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Kepriah Davis

Major: Psychology
Graduated in 2016
 

The Adventure Seeker

Mongolia’s rugged desert terrain and wide skies were the backdrop to Kepriah Davis’s first trip abroad, when she went there to survey groundwater pollution through U-M’s Minority Health and Health Disparities International Research Training Program. The experience, she says, “opened up a new outlook,” not just about other people and cultures, but about Davis’s own path after graduation.

“Some things you don’t even think are possible until you’ve seen them,” she says of meeting people from the United States who were doing research in Mongolia and working to improve public health. “It got me thinking about that model and how that could shape my career goals. I started thinking about a master’s in public health—how I can add to what we know about mental health disorders and disparities and look at it from a public health standpoint.”

That’s a long way from where Davis started in LSA. The first-generation college student says she “came in as a biology major looking to enter dentistry.” After a slew of science classes, she began to question whether this was the right fit. Her interest in mental health led her to psychology. “I declared right before junior year,” she says. “It was a better fit, because it allowed me to explore a wide variety of things.”
 

 

 

 

“I want to connect across cultural, social, and geographic differences. I want to connect at the core of what I would assume is humanity. This has always been in my heart and in my mind since I was a little girl."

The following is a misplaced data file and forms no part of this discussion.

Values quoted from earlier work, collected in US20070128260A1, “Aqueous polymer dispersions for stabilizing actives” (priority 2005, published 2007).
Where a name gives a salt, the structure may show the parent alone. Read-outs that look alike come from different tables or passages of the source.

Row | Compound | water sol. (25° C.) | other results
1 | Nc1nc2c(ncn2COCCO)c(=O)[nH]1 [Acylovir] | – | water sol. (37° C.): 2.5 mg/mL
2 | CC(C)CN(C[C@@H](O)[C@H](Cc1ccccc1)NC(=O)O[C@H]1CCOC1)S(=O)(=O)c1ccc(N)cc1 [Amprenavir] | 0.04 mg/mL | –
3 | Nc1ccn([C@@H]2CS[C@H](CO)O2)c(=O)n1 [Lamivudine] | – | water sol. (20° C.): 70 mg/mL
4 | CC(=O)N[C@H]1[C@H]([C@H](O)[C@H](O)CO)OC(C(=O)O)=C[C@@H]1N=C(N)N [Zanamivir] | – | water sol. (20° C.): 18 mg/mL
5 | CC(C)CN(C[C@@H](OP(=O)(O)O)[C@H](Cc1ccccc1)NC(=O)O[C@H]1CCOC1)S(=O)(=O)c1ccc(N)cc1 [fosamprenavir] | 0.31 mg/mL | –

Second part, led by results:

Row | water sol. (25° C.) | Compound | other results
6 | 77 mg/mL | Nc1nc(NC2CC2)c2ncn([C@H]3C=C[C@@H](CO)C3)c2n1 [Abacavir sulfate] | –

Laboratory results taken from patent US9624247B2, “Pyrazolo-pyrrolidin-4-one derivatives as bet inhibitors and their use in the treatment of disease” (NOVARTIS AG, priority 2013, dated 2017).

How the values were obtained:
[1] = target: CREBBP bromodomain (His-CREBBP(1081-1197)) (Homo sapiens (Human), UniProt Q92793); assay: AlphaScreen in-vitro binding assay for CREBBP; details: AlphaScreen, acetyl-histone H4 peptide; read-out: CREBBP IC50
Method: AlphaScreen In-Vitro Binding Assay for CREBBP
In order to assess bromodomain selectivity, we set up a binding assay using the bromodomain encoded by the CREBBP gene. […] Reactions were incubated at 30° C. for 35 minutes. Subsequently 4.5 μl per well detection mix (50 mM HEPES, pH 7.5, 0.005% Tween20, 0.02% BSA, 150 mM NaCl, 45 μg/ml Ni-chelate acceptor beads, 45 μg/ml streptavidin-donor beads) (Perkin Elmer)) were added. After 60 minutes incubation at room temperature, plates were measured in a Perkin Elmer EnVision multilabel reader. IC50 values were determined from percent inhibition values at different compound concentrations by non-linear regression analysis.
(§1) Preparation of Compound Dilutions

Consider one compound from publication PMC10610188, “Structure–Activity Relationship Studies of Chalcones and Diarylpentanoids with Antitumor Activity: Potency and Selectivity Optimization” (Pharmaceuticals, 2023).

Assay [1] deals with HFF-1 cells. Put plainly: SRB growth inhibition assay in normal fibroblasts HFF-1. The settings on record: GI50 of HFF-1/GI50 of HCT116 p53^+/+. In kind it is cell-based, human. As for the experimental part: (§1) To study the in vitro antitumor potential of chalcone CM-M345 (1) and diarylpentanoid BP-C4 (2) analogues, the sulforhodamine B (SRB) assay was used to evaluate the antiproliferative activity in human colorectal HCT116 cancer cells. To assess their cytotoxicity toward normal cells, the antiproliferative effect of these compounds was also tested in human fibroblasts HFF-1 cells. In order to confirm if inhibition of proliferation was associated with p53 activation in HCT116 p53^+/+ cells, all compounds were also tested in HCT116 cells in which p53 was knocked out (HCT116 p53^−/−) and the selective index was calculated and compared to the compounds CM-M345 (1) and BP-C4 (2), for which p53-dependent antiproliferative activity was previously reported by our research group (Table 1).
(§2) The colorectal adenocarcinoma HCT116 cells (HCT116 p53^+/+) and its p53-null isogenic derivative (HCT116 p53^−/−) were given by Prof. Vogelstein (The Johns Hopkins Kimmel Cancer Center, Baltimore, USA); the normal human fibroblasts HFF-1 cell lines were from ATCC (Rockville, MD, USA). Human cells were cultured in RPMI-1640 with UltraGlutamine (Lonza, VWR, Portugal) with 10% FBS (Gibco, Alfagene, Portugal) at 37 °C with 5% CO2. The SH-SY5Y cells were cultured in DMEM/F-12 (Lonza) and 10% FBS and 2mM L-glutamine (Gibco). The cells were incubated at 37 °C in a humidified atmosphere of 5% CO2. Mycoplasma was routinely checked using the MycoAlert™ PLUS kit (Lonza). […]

This includes ancient warfare. The apocalypse. Emergent adulthood. Abnormal psychology. Some of Kepriah Davis’s LSA class topics might read like plot points from a dystopian young-adult novel, but she says she appreciates “the array of classes you can take, even if it’s not related to your major.”

Davis graduated in 2016, but her LSA adventures didn’t stop there. She was awarded a prestigious Bonderman Fellowship from LSA’s Center for Global and Intercultural Study (CGIS). The award offers four graduating LSA seniors “$20,000 to travel the world. They must travel to at least six countries in two regions over the course of eight months and are expected to immerse themselves in independent and enriching explorations,” according to the CGIS website.

“I knew I always wanted to travel,” Davis says. “I’ve always had an interest in other people, other cultures, and sharing those parts of myself with others.”

Davis’s travel agenda includes Indonesia, Cambodia, Thailand, South Africa, Morocco, Peru, Cuba, and Colombia, along with several other countries.

And when she gets back? She’ll likely head to graduate school for a master’s in public health. “I’m interested in mental health—how I can add to what we know about mental health disorders and disparities and look at it from a public health standpoint.”

Like her first trip abroad, however, Davis says she’s looking forward to putting herself in a different setting, living life, and seeing what happens from there.

“I want to connect across cultural, social, and geographic differences. I want to connect at the core of what I would assume is humanity. This has always been in my heart and in my mind since I was a little girl.”

 

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